Hackers' list of cheating website Ashley Madison users includes city of Houston employees

HOUSTON (KTRK) -- Eyewitness News has confirmed multiple federal, state and local employees used their government emails to register on the extramarital affair website Ashley Madison. The Chief of Staff for a local state representative is among those caught up in the controversy.

Hackers broke into the website's database last month and now they've posted the emails of millions of users online.

In Texas, we found dozens of public employee emails on a hacker's list of members, and five of them belong to active city of Houston employees. They include a fire department captain, an emergency medical technician, two people who work at the airport, and one working at a water plant.

An Internet security expert says he's not surprised taxpayer funded email addresses are often exposed in these data breaches. He says your money could have been used to pay for fees on Ashley Madison as well.

A bunch of names from NASA also turned up along with those from state agencies and Harris County. Just being on the list could be an employee policy violation. According to a Harris County spokesman, the county's standards of conduct reads unacceptable uses of electronic media include "use for purposes not directly related to the duties or responsibilities of county departments" and "employees have no expectation of privacy regarding use of county property, media and services." Every employee is required to confirm they've read the policy.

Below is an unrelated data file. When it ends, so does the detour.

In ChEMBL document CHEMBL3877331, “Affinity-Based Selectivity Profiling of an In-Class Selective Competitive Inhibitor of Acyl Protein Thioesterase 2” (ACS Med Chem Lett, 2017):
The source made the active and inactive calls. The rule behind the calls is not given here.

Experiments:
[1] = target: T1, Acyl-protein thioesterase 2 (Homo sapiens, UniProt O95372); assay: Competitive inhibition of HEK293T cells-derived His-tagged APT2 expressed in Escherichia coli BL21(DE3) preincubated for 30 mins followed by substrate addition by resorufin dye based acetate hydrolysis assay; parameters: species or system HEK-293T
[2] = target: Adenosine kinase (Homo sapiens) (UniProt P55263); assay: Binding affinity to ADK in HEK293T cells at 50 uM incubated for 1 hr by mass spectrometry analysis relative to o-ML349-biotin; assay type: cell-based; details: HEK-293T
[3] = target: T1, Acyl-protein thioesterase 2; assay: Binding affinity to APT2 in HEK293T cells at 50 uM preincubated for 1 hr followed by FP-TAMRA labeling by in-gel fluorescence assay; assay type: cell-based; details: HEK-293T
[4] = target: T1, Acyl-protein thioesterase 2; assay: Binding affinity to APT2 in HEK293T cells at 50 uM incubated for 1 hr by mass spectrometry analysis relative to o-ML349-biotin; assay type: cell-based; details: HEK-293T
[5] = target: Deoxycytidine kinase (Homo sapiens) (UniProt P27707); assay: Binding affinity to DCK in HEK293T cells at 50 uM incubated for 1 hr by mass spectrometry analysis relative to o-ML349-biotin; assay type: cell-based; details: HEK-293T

"They're sitting on the greatest blackmail database of all time," said Dr. Chris Bronk, an Information Technology Expert and Assistant Professor at the University of Houston, referring to the hackers. "This is not just a spreadsheet with names and addresses and credit card numbers. This is all the interactions and discovery items out there and it's astronomical."

ABC-13 is not identifying the people yet; however one email address belongs to the Chief of Staff for a Houston-area state representative. That House member told Eyewitness News Wednesday night he's "appalled" and "disappointed." "It should not be used for private use and especially not for something like that."

Darian Ward, a spokeswoman for the City of Houston said, "We will have to investigate and confer with our IT and HR departments to see if these are current employees before we take any action."

We are continuing to investigate and get responses from the agencies you pay for.
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